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To our shareholders and others interested in Roche Bay:

Roche Bay owns substantial iron ore resources, and has an interest in other deposits of iron ore in Nunavut, in northern Canada. We have held these assets for decades, aiming to explore them further, develop mines when economically attractive, and generate revenues or royalties for our shareholders. The current environment, however, is extremely difficult for smaller and start-up mining ventures, and this letter is to update you on where we stand at present and what we expect for the future.

The Iron Ore Industry

Let’s start with a brief overview of the iron ore mining industry. It is now dominated by an oligopoly of three giant mining companies; they control the majority of the seaborne iron ore traded across national borders. They have increased their ore production enormously in the past couple of years. The result, as we have also recently seen in the oil markets, is that iron ore prices have fallen sharply, by more than half since early 2013.

The consequence of this great output expansion and price collapse is that the Big Three miners are, as John D. Rockefeller once said of his own oil monopoly, “giving a good sweating” to the rest of the mining industry. In the short term, we will probably see many weaker producers shut down their operations, some of which will never (in the foreseeable future) be restarted.

Many smaller operating mining companies, in Canada and elsewhere, are filing for bankruptcy. (We will not be one of them.) Much of the domestic Indian iron ore industry has already gone, and significant domestic Chinese production is or soon will be shutting down. This short-term “sweating” will only end once the majors wipe out enough players, or force consolidation of the remaining ones, to enable the oligopoly to control both global production and prices.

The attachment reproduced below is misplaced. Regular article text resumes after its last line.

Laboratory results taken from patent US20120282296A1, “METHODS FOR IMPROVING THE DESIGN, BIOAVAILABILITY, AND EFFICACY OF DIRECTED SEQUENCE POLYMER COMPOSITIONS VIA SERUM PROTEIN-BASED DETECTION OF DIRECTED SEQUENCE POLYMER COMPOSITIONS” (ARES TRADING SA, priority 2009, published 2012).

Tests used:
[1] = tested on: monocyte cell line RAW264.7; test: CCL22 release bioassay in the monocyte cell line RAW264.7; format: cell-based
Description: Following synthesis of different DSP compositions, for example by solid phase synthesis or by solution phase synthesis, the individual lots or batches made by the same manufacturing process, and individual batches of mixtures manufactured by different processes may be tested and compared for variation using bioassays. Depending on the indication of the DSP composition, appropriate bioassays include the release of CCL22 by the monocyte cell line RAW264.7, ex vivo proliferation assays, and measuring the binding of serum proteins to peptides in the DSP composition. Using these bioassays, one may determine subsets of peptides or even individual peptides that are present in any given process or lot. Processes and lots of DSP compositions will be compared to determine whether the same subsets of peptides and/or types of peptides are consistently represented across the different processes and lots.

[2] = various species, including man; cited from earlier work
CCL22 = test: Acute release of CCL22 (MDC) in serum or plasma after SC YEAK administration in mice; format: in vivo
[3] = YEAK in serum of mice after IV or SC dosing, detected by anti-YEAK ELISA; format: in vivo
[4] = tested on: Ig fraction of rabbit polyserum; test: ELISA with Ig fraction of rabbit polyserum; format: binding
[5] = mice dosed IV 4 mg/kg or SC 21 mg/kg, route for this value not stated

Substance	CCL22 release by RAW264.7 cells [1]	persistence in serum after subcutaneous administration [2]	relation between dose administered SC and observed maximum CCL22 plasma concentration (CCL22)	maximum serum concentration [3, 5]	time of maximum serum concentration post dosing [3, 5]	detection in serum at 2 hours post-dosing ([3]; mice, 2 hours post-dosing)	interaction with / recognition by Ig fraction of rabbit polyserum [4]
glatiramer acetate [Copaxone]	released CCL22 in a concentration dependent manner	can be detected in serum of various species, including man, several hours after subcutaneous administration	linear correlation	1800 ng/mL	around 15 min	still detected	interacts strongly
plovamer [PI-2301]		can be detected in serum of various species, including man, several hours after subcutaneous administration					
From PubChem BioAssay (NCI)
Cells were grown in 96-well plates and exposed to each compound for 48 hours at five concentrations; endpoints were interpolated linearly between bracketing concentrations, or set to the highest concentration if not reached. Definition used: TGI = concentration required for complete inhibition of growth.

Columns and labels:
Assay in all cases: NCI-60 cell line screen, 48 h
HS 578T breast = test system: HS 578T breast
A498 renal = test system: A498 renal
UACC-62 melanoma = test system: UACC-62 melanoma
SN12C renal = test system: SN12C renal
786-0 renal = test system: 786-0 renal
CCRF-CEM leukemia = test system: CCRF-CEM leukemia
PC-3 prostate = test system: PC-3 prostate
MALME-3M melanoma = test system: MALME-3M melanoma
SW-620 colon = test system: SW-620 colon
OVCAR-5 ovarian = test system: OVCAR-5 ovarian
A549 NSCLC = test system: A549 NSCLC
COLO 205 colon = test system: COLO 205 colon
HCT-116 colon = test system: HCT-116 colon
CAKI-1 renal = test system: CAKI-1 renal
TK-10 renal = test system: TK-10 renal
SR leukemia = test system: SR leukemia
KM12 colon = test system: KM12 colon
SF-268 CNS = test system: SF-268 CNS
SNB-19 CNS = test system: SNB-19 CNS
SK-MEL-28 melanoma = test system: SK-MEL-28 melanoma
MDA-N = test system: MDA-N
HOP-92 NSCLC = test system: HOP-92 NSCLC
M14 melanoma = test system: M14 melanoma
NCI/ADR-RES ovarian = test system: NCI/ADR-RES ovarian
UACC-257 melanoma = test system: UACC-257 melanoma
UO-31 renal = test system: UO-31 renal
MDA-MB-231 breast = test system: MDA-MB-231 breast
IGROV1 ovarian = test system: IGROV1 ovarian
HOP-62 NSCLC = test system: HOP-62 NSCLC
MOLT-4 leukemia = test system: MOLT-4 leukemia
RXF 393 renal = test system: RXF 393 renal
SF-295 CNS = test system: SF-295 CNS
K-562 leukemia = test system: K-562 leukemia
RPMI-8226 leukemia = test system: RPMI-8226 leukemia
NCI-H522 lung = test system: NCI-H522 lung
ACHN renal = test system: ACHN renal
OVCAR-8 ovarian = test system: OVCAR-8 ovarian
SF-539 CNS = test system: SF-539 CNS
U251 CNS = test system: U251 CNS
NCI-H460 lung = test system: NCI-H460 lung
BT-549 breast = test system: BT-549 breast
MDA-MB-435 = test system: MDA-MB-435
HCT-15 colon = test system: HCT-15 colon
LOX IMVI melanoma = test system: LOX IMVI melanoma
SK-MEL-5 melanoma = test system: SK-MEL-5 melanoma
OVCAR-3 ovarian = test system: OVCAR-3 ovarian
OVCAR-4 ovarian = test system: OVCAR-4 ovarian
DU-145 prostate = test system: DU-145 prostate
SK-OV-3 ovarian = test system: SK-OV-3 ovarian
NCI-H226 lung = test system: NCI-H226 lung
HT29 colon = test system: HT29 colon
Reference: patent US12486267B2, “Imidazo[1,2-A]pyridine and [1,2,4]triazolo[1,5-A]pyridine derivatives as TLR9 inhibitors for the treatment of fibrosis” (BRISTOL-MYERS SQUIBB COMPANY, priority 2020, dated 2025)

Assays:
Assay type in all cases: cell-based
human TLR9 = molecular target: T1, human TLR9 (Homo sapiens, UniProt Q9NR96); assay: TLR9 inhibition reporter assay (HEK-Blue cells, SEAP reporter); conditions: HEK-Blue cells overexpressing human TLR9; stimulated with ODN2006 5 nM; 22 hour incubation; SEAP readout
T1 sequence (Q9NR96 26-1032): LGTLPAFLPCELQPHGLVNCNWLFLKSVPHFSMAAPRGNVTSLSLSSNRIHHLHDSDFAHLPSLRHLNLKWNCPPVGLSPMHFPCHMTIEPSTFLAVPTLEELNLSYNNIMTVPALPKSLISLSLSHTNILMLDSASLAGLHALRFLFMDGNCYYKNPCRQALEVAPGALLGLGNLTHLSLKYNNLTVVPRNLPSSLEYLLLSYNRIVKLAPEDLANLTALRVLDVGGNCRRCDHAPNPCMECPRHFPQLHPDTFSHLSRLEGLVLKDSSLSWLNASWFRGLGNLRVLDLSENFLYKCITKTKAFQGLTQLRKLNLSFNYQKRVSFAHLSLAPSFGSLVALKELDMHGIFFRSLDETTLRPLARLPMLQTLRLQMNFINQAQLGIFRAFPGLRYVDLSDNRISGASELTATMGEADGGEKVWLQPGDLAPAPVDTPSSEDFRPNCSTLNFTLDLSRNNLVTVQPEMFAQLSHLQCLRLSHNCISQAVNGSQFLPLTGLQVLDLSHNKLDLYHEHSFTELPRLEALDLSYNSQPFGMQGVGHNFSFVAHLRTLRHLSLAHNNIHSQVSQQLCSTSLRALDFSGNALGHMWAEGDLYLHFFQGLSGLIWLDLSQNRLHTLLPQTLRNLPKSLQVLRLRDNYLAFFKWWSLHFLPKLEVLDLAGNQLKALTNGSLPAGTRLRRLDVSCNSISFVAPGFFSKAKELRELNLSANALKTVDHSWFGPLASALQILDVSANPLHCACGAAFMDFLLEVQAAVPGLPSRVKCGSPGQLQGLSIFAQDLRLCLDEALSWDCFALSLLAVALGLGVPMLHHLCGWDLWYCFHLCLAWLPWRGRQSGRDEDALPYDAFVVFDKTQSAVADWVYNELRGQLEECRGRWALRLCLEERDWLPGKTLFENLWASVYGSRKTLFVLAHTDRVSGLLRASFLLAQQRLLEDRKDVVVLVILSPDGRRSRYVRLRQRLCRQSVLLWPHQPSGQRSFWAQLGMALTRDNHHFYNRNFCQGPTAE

Longer term, our prediction is that the next stage in this game is for the oligopoly to run their mines to maximize profits. Mines operating at 90% of capacity are much lower cost than mines operating at 105%. This is because they pay less for labor, can do better maintenance, and can afford to buy supplies based on price vs. urgent need. Iron ore prices are then likely to rebound substantially, if not all the way to the peak levels reached in 2011-12.

Roche Bay’s Position

We are affected mostly indirectly by the industry’s current travails, as we hold mineral assets not yet being mined. Our balance sheet remains strong, with substantial assets (even at currently-depressed valuations) and total liabilities to third parties of less than $100,000. We have no long-term debt and retain adequate financial flexibility for current operations, even assuming more adverse market conditions.

We have two core assets:

  • Fraser Bay, on the Western side of Melville Peninsula about 120 kilometers from Roche Bay, which is believed to contain very large amounts of iron mineralization. We own 100% of these properties, they have no material liabilities, and more than $1 million of exploration work has recently been done. This is a good long-term mining prospect, with a very low carrying cost, so we can afford to wait for the short-term iron ore market to sort itself out before we focus again on this target.